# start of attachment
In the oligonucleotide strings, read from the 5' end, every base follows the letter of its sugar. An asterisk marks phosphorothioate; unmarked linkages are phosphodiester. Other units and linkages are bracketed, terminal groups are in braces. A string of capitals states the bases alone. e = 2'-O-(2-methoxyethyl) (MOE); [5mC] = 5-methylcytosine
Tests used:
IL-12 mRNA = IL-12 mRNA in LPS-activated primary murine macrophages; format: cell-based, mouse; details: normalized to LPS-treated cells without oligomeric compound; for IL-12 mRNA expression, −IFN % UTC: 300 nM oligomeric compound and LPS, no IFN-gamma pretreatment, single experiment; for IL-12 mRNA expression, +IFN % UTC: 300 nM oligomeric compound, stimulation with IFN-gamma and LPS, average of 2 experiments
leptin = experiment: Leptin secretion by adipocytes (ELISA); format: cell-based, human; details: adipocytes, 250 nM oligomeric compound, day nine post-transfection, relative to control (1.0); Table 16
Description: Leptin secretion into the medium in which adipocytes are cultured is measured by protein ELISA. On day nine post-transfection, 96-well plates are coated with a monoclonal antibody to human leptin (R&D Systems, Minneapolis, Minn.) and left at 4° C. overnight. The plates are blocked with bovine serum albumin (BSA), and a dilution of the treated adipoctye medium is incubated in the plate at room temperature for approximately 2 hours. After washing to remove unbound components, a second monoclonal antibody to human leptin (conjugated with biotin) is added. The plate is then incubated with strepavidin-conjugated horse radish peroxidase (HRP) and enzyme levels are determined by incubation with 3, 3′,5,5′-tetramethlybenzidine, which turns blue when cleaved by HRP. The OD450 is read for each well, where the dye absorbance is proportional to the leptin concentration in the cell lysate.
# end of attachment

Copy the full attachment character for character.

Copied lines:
In the oligonucleotide strings, read from the 5' end, every base follows the letter of its sugar. An asterisk marks phosphorothioate; unmarked linkages are phosphodiester. Other units and linkages are bracketed, terminal groups are in braces. A string of capitals states the bases alone. e = 2'-O-(2-methoxyethyl) (MOE); [5mC] = 5-methylcytosine
Tests used:
IL-12 mRNA = IL-12 mRNA in LPS-activated primary murine macrophages; format: cell-based, mouse; details: normalized to LPS-treated cells without oligomeric compound; for IL-12 mRNA expression, −IFN % UTC: 300 nM oligomeric compound and LPS, no IFN-gamma pretreatment, single experiment; for IL-12 mRNA expression, +IFN % UTC: 300 nM oligomeric compound, stimulation with IFN-gamma and LPS, average of 2 experiments
leptin = experiment: Leptin secretion by adipocytes (ELISA); format: cell-based, human; details: adipocytes, 250 nM oligomeric compound, day nine post-transfection, relative to control (1.0); Table 16
Description: Leptin secretion into the medium in which adipocytes are cultured is measured by protein ELISA. On day nine post-transfection, 96-well plates are coated with a monoclonal antibody to human leptin (R&D Systems, Minneapolis, Minn.) and left at 4° C. overnight. The plates are blocked with bovine serum albumin (BSA), and a dilution of the treated adipoctye medium is incubated in the plate at room temperature for approximately 2 hours. After washing to remove unbound components, a second monoclonal antibody to human leptin (conjugated with biotin) is added. The plate is then incubated with strepavidin-conjugated horse radish peroxidase (HRP) and enzyme levels are determined by incubation with 3, 3′,5,5′-tetramethlybenzidine, which turns blue when cleaved by HRP. The OD450 is read for each well, where the dye absorbance is proportional to the leptin concentration in the cell lysate.